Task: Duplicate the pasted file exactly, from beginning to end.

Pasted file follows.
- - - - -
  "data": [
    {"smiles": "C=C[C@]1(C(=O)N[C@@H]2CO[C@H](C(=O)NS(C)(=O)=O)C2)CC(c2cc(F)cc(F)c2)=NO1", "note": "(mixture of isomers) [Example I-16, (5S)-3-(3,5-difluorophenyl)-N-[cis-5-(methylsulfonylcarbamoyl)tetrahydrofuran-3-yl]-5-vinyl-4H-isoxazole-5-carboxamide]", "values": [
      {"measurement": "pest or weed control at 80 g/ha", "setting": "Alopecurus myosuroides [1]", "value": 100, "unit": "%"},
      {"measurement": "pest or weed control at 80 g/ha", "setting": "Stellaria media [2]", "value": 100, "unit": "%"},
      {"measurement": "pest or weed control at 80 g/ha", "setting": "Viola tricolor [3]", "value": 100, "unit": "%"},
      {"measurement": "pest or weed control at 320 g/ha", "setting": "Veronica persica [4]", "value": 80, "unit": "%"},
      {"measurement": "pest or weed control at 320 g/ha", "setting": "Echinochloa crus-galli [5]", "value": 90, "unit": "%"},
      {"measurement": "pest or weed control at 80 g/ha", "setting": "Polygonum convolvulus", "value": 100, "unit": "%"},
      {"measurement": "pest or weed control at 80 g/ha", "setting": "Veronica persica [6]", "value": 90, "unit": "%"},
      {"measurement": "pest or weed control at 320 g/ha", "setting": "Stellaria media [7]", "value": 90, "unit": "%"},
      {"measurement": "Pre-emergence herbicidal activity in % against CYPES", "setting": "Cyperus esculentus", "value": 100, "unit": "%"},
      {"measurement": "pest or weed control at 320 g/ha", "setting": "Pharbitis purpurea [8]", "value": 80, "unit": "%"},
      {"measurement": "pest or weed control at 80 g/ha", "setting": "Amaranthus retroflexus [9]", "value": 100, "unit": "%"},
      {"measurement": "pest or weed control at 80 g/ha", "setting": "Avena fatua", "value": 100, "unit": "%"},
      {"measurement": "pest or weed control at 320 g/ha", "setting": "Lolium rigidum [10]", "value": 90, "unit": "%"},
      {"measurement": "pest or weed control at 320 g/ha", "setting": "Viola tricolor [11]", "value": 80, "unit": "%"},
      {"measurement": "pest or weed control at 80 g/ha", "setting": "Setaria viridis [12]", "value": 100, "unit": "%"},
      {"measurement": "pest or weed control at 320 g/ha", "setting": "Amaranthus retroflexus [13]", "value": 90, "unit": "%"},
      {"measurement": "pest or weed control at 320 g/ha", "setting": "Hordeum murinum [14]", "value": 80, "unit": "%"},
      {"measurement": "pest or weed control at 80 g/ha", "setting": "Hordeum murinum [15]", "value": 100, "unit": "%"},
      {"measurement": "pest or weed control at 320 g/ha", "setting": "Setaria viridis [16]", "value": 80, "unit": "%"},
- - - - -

  "data": [
    {"smiles": "C=C[C@]1(C(=O)N[C@@H]2CO[C@H](C(=O)NS(C)(=O)=O)C2)CC(c2cc(F)cc(F)c2)=NO1", "note": "(mixture of isomers) [Example I-16, (5S)-3-(3,5-difluorophenyl)-N-[cis-5-(methylsulfonylcarbamoyl)tetrahydrofuran-3-yl]-5-vinyl-4H-isoxazole-5-carboxamide]", "values": [
      {"measurement": "pest or weed control at 80 g/ha", "setting": "Alopecurus myosuroides [1]", "value": 100, "unit": "%"},
      {"measurement": "pest or weed control at 80 g/ha", "setting": "Stellaria media [2]", "value": 100, "unit": "%"},
      {"measurement": "pest or weed control at 80 g/ha", "setting": "Viola tricolor [3]", "value": 100, "unit": "%"},
      {"measurement": "pest or weed control at 320 g/ha", "setting": "Veronica persica [4]", "value": 80, "unit": "%"},
      {"measurement": "pest or weed control at 320 g/ha", "setting": "Echinochloa crus-galli [5]", "value": 90, "unit": "%"},
      {"measurement": "pest or weed control at 80 g/ha", "setting": "Polygonum convolvulus", "value": 100, "unit": "%"},
      {"measurement": "pest or weed control at 80 g/ha", "setting": "Veronica persica [6]", "value": 90, "unit": "%"},
      {"measurement": "pest or weed control at 320 g/ha", "setting": "Stellaria media [7]", "value": 90, "unit": "%"},
      {"measurement": "Pre-emergence herbicidal activity in % against CYPES", "setting": "Cyperus esculentus", "value": 100, "unit": "%"},
      {"measurement": "pest or weed control at 320 g/ha", "setting": "Pharbitis purpurea [8]", "value": 80, "unit": "%"},
      {"measurement": "pest or weed control at 80 g/ha", "setting": "Amaranthus retroflexus [9]", "value": 100, "unit": "%"},
      {"measurement": "pest or weed control at 80 g/ha", "setting": "Avena fatua", "value": 100, "unit": "%"},
      {"measurement": "pest or weed control at 320 g/ha", "setting": "Lolium rigidum [10]", "value": 90, "unit": "%"},
      {"measurement": "pest or weed control at 320 g/ha", "setting": "Viola tricolor [11]", "value": 80, "unit": "%"},
      {"measurement": "pest or weed control at 80 g/ha", "setting": "Setaria viridis [12]", "value": 100, "unit": "%"},
      {"measurement": "pest or weed control at 320 g/ha", "setting": "Amaranthus retroflexus [13]", "value": 90, "unit": "%"},
      {"measurement": "pest or weed control at 320 g/ha", "setting": "Hordeum murinum [14]", "value": 80, "unit": "%"},
      {"measurement": "pest or weed control at 80 g/ha", "setting": "Hordeum murinum [15]", "value": 100, "unit": "%"},
      {"measurement": "pest or weed control at 320 g/ha", "setting": "Setaria viridis [16]", "value": 80, "unit": "%"},